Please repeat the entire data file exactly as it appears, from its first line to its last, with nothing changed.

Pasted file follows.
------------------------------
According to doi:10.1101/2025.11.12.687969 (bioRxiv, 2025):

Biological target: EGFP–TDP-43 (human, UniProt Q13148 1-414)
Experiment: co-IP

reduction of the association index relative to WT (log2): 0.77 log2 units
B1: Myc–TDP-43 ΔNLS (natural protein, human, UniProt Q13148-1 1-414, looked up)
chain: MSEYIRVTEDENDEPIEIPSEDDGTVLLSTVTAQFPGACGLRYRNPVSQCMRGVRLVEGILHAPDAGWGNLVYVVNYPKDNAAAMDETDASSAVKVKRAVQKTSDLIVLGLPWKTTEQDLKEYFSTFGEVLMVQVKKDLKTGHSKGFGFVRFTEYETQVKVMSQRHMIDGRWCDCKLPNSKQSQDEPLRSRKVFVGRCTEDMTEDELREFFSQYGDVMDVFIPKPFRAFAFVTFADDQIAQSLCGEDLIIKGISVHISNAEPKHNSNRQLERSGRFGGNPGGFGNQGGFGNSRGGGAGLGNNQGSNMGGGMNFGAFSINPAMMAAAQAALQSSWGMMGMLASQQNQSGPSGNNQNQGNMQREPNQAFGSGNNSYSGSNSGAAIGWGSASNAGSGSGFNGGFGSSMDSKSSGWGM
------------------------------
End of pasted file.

According to doi:10.1101/2025.11.12.687969 (bioRxiv, 2025):

Biological target: EGFP–TDP-43 (human, UniProt Q13148 1-414)
Experiment: co-IP

reduction of the association index relative to WT (log2): 0.77 log2 units
B1: Myc–TDP-43 ΔNLS (natural protein, human, UniProt Q13148-1 1-414, looked up)
chain: MSEYIRVTEDENDEPIEIPSEDDGTVLLSTVTAQFPGACGLRYRNPVSQCMRGVRLVEGILHAPDAGWGNLVYVVNYPKDNAAAMDETDASSAVKVKRAVQKTSDLIVLGLPWKTTEQDLKEYFSTFGEVLMVQVKKDLKTGHSKGFGFVRFTEYETQVKVMSQRHMIDGRWCDCKLPNSKQSQDEPLRSRKVFVGRCTEDMTEDELREFFSQYGDVMDVFIPKPFRAFAFVTFADDQIAQSLCGEDLIIKGISVHISNAEPKHNSNRQLERSGRFGGNPGGFGNQGGFGNSRGGGAGLGNNQGSNMGGGMNFGAFSINPAMMAAAQAALQSSWGMMGMLASQQNQSGPSGNNQNQGNMQREPNQAFGSGNNSYSGSNSGAAIGWGSASNAGSGSGFNGGFGSSMDSKSSGWGM